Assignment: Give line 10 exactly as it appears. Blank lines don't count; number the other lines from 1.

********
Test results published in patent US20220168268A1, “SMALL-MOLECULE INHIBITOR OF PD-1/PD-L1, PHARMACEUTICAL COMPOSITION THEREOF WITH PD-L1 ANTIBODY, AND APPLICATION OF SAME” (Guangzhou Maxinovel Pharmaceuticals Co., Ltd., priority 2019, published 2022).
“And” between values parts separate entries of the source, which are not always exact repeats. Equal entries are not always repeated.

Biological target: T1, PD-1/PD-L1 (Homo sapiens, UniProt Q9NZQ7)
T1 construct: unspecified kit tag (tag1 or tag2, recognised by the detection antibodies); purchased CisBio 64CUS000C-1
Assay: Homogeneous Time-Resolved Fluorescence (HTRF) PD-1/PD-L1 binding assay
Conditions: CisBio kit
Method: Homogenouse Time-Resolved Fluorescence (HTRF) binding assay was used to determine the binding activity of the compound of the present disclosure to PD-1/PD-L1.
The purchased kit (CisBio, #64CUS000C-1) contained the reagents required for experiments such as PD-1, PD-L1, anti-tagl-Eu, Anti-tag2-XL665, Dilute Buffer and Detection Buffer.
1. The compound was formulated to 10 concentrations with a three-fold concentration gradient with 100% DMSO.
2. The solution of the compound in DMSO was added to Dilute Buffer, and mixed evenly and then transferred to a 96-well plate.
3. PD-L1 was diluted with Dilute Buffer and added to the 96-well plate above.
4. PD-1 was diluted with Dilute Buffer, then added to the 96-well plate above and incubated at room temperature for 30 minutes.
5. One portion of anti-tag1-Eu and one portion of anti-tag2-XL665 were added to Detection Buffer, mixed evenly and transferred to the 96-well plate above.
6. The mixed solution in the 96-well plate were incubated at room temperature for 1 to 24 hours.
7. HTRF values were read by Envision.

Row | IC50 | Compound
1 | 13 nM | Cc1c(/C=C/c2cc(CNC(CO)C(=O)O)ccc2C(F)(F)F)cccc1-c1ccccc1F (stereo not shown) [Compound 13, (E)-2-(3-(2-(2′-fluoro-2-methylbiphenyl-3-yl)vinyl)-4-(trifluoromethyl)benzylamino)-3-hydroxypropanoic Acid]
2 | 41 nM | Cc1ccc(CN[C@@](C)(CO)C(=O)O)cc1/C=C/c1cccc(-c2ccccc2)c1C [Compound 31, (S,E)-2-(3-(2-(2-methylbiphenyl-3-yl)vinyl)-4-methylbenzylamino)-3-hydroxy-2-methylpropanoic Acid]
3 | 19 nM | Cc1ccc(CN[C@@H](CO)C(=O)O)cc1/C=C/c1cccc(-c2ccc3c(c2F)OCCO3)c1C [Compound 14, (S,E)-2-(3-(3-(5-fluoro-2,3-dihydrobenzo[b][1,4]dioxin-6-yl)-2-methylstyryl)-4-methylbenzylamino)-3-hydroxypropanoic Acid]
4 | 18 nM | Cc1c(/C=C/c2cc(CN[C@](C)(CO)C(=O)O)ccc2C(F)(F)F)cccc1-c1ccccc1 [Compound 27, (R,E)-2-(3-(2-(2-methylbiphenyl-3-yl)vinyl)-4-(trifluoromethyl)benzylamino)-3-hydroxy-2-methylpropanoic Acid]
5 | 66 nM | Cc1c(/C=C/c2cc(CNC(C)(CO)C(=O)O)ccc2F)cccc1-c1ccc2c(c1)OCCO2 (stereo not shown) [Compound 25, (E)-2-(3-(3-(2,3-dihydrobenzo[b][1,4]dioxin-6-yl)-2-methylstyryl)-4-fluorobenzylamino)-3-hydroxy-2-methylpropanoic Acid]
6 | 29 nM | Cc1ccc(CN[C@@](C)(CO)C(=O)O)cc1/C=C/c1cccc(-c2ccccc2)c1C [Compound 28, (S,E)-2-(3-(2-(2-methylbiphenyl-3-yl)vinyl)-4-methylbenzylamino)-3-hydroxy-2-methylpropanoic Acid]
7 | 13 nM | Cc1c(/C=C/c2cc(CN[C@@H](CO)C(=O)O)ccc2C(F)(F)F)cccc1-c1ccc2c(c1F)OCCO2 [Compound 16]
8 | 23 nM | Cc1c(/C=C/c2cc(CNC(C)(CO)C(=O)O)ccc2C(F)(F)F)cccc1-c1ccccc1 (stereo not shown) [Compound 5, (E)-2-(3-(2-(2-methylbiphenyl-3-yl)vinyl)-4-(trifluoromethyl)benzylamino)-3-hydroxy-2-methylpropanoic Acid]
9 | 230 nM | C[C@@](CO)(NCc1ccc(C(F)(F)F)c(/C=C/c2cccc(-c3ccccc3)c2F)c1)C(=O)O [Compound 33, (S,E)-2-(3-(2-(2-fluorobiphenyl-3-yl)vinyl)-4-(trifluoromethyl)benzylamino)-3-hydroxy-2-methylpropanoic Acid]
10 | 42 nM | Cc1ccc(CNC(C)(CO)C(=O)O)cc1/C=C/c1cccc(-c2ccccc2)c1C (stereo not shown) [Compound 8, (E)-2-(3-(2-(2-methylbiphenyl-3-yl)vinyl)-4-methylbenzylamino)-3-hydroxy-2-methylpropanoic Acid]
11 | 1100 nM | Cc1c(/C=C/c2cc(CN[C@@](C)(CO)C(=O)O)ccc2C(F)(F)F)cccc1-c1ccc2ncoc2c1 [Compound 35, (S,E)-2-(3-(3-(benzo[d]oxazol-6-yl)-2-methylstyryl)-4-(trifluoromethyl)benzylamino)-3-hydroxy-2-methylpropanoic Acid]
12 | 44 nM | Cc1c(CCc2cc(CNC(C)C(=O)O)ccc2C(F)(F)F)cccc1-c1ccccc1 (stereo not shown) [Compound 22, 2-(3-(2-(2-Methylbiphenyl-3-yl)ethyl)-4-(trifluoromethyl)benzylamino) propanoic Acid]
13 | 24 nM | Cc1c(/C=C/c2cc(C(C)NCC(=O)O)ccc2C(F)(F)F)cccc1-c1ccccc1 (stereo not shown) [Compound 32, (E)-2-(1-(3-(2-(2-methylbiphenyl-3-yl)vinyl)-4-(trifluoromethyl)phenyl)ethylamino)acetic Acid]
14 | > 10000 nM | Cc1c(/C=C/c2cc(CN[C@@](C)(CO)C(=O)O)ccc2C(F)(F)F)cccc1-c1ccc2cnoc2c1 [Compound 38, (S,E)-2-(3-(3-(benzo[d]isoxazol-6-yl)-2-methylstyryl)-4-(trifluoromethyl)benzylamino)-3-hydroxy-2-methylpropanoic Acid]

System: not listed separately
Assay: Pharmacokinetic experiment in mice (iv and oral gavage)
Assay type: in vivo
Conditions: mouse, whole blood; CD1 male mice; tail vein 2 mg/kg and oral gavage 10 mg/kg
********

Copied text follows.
2. The solution of the compound in DMSO was added to Dilute Buffer, and mixed evenly and then transferred to a 96-well plate.